The people you are running with, keep an eye on them. These people really like hanging with Johnny Football because Johnny is the man in the world of emptiness. They brag about it to their friends and might even take the liberty to embellish the story for their own personal gain — just think of the guy who took that money phone video a few years ago and waited until this summer to post it for the world to see. It doesn’t matter how it makes you look in the end, it’s about them and their own personal gain. It’s cool to hang out with celebrities because for some reason it elevates their stature in the public eye. That what’s funny about life: People will judge you differently because of who you hang out with. With that being said, you have quite the stable of celebrity friends. Your boys Drake and Beibs seem to be pretty popular with the kids these days, and that right there just elevates your status. I can’t say that I’m jealous that your famous friends are a little bit more famous than mine, but I do have Chuck D’s number stored in my phone and Chuck D is just way cooler –in my opinion, of course.

I guess I’m missing my point? Hanging with these people doesn’t make you cooler. In fact, that will all go away when you make that one misstep everyone is dying for you to make. I really enjoyed my former-profession at times while in the Cleveland area because that’s all I ever wanted to do. I wanted to do stand-up from home and broadcast on the legendary Cleveland radio station WMMS for the rest of my life. That was my Plan A and Plan B. Unfortunately, much like you, I got caught up with an image and reputation I couldn’t shake. I brought a lot of it on myself at times, but the general public didn’t see my work ethic and passion for what I did on the other end. The hours I put in writing and producing bits, jokes and memorable moments that eventually elevate my other status into the Cleveland public eye. The life we are living will sometimes make us feel like a man alone. Nobody wants to report or talk about the times you staying in watching a movie on Netflix while eating a pizza (Angelos of course). They want to just think you’re the drunk guy on an inflatable swan in a pool drinking a bottle of Grey Goose. (One a side note: I’ve done that, but it was a plastic raft in a pool in Willoughby, Ohio.)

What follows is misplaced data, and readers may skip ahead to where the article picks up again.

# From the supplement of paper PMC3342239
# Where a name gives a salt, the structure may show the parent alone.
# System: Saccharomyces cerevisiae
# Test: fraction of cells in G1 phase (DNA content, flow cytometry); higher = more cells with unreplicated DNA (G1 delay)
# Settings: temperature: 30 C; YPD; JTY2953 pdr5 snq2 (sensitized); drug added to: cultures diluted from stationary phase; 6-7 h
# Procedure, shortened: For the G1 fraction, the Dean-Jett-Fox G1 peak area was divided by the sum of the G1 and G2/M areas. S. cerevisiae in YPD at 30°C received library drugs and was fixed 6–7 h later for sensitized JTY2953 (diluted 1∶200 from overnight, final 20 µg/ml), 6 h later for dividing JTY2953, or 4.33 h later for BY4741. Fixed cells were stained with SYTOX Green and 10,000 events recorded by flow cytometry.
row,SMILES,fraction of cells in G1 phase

The point to everything I am writing: I know there’s a side of Johnny Manziel no one sees and as soon as something goes wrong, you will never be judged for that side again. As soon as something goes wrong you will see “so-called” friends and teammates leave your side and people will begin distancing themselves from you. You will see the opportunists turn their back on you, ironically during a time when you need them the most. You will see your famous friends lose your number. If you felt like a man alone before, you will really feel like a man alone after you fall.

People are waiting for you to fail and some of those people cannot wait to kick you when you’re down. You did something I wish I would have did that before I fell, and that’s seek help you need before it’s too late. It’s not too late for you and seeking treatment is the coolest thing you could do for the situation you’re in. Let all the hangers-on, haters, and awful media members fall to the side why you refocus on what got you here: Working hard and doing something you love. Not being on the front page of TMZ or courtside at the Cavs game isn’t all that bad. Go rediscover the true meanings in friendship and appreciation for the little things in life. I know you don’t know me from anything but I’m rooting for you off the field just as much as I am when you’re on it.

See you on the other side,

Chad Zumock

http://www.yardbarker.com/nfl/articles/an_open_letter_to_johnny_manziel/18208487?linksrc=story_player_ryan_williams___right_image_18208487